In most countries including the UK, civil courts are mostly there for when someone's got something wrong. That HMRC are being forced to go to court so many times regarding tax matters merely shows that the tax code they are trying to apply is too complicated to be useful.
Simplifying the UK tax code would seem now to be a priority. I would think that after Brexit, the Civil Service will rapidly start to realise that without a continual drip-feed of new regulations from the EU to apply, they shall have to start thinking for themselves and at this point will realise that simplifying their own jobs is a priority.
If they do not do so, and they won't for a while, there will continue to be a steady series of these sorts of cases.
Ooh where to start. Through my contacts I know which consultancy was contracted to author CEST. I also know that in the run up to April 2017 they were assured that their many contractors working on a myriad of HMRC projects in addition to CEST would be ruled outside IR35. Until of course HMRC ruled every single one of them inside. After more than half had left the consultancy entirely or asked to be reassigned to non-government projects, HMRC capitulated. Inside three months. All of a sudden everybody was, actually, outside IR35. Fancy that! HMRC incorrectly assessing 50+ freelance workers! On their own projects!
By then the damage had been done and a number of projects pretty much ground to a halt. It would seem that not only did HMRC make sweeping assertions about all these people being inside IR35, they then made further sweeping assertions to the contrary when they realised what the impact on their business was. That this has never really been pointed out in public like the king's new clothes story that it is has always astounded me. If my company had been awarded the contract I would have withdrawn from it as soon as the detail of was being proposed was apparent. Yes the tool would have been built anyway but I have my red lines and I stick to them. No gambling work, no banking work, and nothing else that is either parasitic in nature or morally questionable.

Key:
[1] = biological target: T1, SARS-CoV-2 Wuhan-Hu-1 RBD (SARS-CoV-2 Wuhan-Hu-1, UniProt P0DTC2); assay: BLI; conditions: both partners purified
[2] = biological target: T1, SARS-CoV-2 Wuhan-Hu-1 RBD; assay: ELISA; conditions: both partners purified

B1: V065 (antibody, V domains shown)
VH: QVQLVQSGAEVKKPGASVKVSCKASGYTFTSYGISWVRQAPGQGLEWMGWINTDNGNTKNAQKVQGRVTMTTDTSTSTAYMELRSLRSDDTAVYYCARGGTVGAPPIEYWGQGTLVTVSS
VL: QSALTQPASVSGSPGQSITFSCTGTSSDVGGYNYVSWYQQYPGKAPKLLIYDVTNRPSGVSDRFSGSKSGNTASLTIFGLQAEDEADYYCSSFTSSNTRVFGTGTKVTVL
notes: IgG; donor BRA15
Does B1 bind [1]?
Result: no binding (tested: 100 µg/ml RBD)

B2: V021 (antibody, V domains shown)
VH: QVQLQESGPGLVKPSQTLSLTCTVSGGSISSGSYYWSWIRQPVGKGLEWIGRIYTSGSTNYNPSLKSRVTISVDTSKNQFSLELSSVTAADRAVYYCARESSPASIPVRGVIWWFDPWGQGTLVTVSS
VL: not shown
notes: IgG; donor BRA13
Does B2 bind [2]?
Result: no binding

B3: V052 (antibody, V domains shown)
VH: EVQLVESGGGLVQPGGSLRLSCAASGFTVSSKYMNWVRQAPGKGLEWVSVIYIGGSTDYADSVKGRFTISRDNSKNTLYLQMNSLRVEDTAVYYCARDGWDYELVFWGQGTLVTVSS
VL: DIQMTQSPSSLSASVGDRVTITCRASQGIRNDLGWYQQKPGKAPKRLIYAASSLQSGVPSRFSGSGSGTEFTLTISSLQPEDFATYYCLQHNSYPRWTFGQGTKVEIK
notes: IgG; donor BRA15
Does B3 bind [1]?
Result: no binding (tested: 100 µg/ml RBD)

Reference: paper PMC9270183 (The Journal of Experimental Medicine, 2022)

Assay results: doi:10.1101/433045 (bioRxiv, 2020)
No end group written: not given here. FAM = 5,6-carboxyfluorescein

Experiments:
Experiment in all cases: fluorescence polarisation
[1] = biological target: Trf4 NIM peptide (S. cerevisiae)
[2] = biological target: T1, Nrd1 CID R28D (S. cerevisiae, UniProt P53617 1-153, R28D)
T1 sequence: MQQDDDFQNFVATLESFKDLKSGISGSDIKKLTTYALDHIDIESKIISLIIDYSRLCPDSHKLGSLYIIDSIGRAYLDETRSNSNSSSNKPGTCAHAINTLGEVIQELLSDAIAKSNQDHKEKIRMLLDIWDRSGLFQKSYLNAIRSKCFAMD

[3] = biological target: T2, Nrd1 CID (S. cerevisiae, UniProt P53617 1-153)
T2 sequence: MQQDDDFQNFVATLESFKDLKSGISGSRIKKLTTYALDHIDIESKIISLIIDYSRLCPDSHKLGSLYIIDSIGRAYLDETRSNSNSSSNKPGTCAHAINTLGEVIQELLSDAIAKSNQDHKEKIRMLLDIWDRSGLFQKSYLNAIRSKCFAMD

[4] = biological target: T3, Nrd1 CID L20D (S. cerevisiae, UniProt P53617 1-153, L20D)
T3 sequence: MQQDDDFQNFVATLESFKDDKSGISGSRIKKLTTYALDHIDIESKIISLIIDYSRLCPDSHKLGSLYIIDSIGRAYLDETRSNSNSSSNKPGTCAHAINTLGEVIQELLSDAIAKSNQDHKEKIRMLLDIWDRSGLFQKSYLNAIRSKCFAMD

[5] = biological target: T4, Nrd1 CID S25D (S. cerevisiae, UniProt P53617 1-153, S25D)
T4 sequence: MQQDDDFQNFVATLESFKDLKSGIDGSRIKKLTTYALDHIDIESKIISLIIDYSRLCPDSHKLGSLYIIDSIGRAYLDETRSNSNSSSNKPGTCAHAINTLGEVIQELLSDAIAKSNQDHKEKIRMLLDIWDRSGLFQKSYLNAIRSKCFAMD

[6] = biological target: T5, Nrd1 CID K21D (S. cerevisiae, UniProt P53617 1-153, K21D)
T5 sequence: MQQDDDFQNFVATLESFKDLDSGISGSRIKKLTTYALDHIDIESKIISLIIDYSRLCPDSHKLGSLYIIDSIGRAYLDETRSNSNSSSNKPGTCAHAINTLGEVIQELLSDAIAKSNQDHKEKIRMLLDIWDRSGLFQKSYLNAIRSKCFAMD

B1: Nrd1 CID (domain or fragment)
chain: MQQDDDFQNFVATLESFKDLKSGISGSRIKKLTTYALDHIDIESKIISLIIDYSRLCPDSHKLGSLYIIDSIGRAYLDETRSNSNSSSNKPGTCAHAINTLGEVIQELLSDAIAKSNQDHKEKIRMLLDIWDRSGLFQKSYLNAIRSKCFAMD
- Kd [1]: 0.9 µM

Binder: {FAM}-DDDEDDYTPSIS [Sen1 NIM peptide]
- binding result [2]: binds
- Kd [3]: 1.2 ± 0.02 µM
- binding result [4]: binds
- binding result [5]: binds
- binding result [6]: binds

In my opinion CEST is an insidious tool for the following reasons: It has been very craftily concocted to ignore mutuality of obligation so that the vast majority of contracts appear incorrectly to be inside IR35. If the end client doesn't use the tool, or disagrees with the result, HMRC insist that they are liable for any tax/NI underpayment in the event that an investigation succeeds in putting a consultant inside IR35. So the end client has a huge risk hanging over them, incentivising them to (a) use the tool and (b) not go against its usually incorrect outcome - we all know the tool doesn't reflect case law.
HMRC succeeds in increasing their tax take without changing the law around IR35 at all; instead it acts like a mafia protection racket - "it would be a shame if your 20 contractors were suddenly ruled inside IR35 and you had huge penalties to pay. Better just to assume they are and pay up on their behalf."
This kind of underhand practice is morally indefensible but then my own experience of HMRC business analysts in the past leaves me not surprised in the least. "We don't care what tax they are supposed to pay, or even that we might cause hardship by knowingly over-taxing" I heard one BA state in an analysis meeting a decade ago. "We want to put them in the highest tax bracket we can get away with and take as much money off them as we can from day one. If we eventually have to give them some money back, then so be it". I couldn't wait to get off the premises. Public servants should never behave in this way. I found a new contract as quickly as I could manage and vowed never to work for HMRC again. And when I heard about the planned introduction of CEST, not to work on any government project, however remotely connected I might be. Ever.
Anonymous coward - I wonder why...